All fine in theory perhaps, but what of change beginning at home? Struggles around living conditions have been a recurring feature of Sussex life with several rent strikes and occupations over the years. A cursory glance into the archives reveals mentions of rent strikes in 1972, 1973, 1974-75, 1977, 1979, 1982 and 1985, – as well as a smattering of occupations – all concerning the cheaply made, under-available, and over-priced student accommodation. Rent strikes have actually been able to change what was built on campus, and how much was charged to live somewhere; and they were often articulated as part of the housing crises in the country. Today this issue has if anything gained relevancy, when the non-wealthy are being forced out of higher education by soaring accommodation costs.
From the 1980s onwards there has been an irrevocable altering of the terrain in student politics. In Europe and America – with the dismantling of the social-democratic state for profit – ‘public’ institutions such as The University of Sussex have been gradually privatised. Although British business enterprises have an extremely mixed record – frequently posting gigantic losses – and although ‘public’ institutions (such as the university) have a comparatively excellent record – being positive forces for development, knowledge, and social advancement – over the past three decades politicians have repeatedly attempted to force the universities to resemble failed businesses. Alongside its many other achievements, the coalition government took some of the decisive steps in helping to turn some first-rate universities into third-rate companies.
There has of course been resistance. The decision in the autumn of 2010 to treble the student fees – that had only been introduced only in 1998 by the then Labour government – produced a huge student protest. While it was perhaps premature to suggest that the 2010 demonstration would truly reignite the student movement, no-one expected things to fade away from focus so soon after the passing of the higher education ‘reforms’.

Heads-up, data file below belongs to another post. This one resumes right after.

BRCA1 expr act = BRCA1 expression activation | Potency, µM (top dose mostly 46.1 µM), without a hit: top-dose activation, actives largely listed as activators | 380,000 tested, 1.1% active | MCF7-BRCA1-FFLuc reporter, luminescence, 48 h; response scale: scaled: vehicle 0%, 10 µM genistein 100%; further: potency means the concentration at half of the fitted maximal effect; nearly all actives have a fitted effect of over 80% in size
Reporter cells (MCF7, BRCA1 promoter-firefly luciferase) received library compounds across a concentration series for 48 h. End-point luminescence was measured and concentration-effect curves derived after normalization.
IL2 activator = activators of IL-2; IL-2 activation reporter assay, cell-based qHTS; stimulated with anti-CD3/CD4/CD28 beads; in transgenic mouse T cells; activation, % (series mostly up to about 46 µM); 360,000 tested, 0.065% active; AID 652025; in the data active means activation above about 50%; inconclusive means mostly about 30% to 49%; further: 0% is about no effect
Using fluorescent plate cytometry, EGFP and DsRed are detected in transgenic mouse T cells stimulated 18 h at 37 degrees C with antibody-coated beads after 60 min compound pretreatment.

The Sussex occupation against privatisation of 2013 was an international cause celebre. When student opinion about privatisation was ignored, a counter-public was established at the top of the Bramber House. The occupation was going when I started at Sussex, and was to this day one of the most exciting things I’ve ever seen. Never had I encountered so many amazing folk gathered together from all over, and channelling the kind energy and ideas that could actually bring the world back from the brink. Despite all the hard work that went into it, this potentiality fizzled. Using harassment, pressure, surveillance, and basically waiting them out, management pressed ahead privatising the jobs of university staff.
How come student politics no longer seems to be able to exert the same kind of force on administrations? Well, after the shock of resistance in the seventies, managers have gotten much better at managing. During the Sussex occupation they didn’t hesitate before spending thousands on private security to ware down the occupying students, as well as covering the campus with CCTV to create an atmosphere of intense paranoia. Part of the reason that university administrations have got so bold is their knowledge that students, like people in general, are more distracted, over-stimulated, and anxious than ever. Students come up to university with often unachievable fantasies of the good life— illusions that if they make it through university someone will make good on the promises of upward mobility, job security, political and social equality, and durable intimacy—despite evidence that liberal-capitalist societies can no longer be counted on to provide opportunities for individuals to make their lives comfortable, or “mean something”; even the jobs in the university itself are incredibly precarious.
The contemporary problem is that the education racket often seems designed to produce anxiety in anyone involved with it. One example of this at Sussex is the introduction of ‘compulsory attendance’, a disciplinary mechanism meant to intimidate students into attending class more, as if absenteeism could be cured by fear of discipline. I guess the alternative view I’m proposing is that if you don’t attend class –whether you’re too hungover or nervous, perhaps you’re effectively on strike, dissatisfied that you’re not getting what you want from university?
Student politics is of course alive and well at Sussex, with too many on-going projects to mention. Whether it will gather and exert the same kind of force it has in the past is a question left for the students to answer.